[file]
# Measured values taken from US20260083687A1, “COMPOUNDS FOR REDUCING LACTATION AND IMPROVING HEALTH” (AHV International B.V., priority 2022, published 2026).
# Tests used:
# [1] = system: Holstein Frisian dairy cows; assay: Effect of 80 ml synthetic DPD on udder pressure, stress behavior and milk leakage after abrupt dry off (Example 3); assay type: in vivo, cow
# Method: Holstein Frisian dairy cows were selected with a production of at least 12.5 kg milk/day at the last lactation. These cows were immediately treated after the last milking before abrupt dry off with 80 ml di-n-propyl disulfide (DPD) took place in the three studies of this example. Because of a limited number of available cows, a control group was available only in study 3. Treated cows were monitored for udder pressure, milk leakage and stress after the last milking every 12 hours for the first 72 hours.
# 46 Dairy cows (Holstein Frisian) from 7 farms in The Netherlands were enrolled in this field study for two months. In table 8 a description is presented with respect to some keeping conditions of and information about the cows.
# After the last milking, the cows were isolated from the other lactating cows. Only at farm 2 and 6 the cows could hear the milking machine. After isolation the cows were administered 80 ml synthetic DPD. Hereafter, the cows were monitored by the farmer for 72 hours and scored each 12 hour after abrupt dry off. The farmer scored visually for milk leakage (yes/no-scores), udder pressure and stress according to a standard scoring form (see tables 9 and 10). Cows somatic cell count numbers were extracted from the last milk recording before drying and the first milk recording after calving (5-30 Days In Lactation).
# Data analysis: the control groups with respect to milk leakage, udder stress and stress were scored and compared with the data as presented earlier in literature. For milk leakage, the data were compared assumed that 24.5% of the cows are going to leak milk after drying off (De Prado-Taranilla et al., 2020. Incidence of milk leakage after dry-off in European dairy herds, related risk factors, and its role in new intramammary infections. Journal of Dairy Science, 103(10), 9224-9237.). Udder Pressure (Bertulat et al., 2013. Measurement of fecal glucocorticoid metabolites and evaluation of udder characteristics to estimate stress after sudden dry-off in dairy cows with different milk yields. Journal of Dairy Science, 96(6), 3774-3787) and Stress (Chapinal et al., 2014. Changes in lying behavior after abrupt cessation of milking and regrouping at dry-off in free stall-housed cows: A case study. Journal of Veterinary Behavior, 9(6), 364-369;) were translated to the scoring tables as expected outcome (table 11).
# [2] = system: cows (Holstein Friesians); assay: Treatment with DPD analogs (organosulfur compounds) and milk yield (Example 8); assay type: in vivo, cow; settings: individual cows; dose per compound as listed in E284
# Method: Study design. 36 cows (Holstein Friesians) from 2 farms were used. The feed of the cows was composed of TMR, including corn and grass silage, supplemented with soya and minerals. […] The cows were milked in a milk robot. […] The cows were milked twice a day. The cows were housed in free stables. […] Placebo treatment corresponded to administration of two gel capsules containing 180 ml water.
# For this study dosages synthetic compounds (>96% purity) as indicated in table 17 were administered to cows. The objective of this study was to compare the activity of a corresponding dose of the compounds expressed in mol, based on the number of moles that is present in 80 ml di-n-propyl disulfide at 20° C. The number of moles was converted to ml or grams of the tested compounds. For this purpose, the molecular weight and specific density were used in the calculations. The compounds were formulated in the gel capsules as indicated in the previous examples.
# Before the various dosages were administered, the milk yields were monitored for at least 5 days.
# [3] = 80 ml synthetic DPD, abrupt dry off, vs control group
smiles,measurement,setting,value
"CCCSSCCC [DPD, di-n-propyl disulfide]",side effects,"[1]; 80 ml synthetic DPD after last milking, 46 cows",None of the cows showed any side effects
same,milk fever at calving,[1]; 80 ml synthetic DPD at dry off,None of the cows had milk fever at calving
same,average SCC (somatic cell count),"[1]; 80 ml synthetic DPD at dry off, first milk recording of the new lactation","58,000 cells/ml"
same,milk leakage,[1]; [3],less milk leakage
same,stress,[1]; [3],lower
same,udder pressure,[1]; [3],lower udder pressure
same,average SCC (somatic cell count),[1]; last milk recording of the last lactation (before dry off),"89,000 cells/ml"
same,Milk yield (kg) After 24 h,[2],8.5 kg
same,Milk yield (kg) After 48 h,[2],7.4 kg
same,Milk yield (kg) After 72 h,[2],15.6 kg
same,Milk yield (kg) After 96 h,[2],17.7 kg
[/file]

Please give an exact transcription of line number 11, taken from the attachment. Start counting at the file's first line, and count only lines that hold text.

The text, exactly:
# Before the various dosages were administered, the milk yields were monitored for at least 5 days.